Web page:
author
Tejashwi Kalp Taru
Engineer, Tinkerer, Blogger
Reading time about 11 minutes

A tiny game console based on Attiny85

cover

Okay, the first thing first! I am a big-time retro games fan, it reminds me of my good old days when I used to play Mario on my super famicom. But this DIY project is not related to retro games, you can’t play 8-bit retro games. But what you can do is either code your own game or play games which are already created for Attiny85 by Daniel Champagne

I had some Attiny85 laying around my desk and I was kinda free for some days, so I started searching for some projects related to this tiny chip and I found that Daniel already created some games for this, Nice!!! So I downloaded his project and started to look around. The schematics which he shared had some issues and values for some resistors were missing. To get this working, I tried to contact him via email and he quickly replied to me with the details which I was looking for.

The next step was to create the prototype for the game console and test out things. I started with testing the OLED screen which was required for this project and it was SSD1306 based 4 pin I2C screen. Luckily I had some of those as well in my lab, so I started to compile his code.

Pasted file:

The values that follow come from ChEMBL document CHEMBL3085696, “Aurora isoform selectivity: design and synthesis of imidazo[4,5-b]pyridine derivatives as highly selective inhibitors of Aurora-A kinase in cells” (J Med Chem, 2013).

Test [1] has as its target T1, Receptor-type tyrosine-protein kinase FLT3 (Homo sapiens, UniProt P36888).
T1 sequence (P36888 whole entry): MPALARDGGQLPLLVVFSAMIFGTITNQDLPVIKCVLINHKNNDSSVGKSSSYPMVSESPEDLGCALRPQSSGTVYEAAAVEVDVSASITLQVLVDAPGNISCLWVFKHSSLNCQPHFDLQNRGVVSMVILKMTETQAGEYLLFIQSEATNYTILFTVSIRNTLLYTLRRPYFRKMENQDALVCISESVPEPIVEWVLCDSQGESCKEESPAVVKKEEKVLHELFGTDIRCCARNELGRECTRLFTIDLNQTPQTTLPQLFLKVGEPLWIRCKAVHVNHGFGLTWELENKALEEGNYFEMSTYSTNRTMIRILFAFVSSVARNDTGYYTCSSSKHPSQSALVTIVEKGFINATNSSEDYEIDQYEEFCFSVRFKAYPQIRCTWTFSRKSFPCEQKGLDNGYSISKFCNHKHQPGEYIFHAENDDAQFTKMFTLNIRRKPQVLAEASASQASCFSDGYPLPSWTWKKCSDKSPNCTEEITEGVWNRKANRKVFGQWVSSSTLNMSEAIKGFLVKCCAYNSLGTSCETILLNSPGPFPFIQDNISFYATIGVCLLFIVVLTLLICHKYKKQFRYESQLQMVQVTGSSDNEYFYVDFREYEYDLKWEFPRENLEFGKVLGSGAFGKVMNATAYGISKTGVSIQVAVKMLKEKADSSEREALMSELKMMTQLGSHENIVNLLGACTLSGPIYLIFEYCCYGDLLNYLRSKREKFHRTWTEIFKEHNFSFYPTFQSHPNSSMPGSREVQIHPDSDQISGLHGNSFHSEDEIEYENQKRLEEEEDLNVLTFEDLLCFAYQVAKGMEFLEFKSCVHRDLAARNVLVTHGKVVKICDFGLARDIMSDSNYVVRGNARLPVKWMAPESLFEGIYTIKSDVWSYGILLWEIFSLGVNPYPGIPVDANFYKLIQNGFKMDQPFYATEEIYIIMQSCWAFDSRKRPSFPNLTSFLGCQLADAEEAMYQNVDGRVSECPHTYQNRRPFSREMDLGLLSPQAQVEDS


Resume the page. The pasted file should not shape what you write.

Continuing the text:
The code which Daniel wrote depends on a library for SSD1306 known as ssd1306xled, which is hosted on Github at https://github.com/Defragster/ssd1306xled. I downloaded this dependency and wrote some test code that compiled fine, but there was no output on the screen. I was not sure what went wrong, so I tried with a few other SSD1306 screens which I have and none of them worked. Now to be sure that my screen works, I used the Adafruit library for SSD1306 and it worked like charm, all of my OLED screens are fine and working as expected. Now, this is something that I was not expecting from the ssd1306xled library, so I started to search Google for some answers. The library which is hosted on Github was a port of AVR TinuSaur project, and the original version of this library is hosted at https://bitbucket.org/tinusaur/ssd1306xled/src/default/ and the original version was recently updated.

A few more searches related to this library took me to the website of Tinusaur and I found an article describing some compatibility issues. So the thing is that most of the OLED screens come from China which claims to be using SSD1306 but may not use SSD1306. Instead, sometimes they use SSD1315 or SSH1306. So to get things working, I cloned the original SSD1306XLED repository and modified the code to work with my Attiny85 and yet it was not working. Further digging into the issue and code led me to the conclusion that something was not right with the I2C implementation of the library itself. You can check my journey on the issue which I created here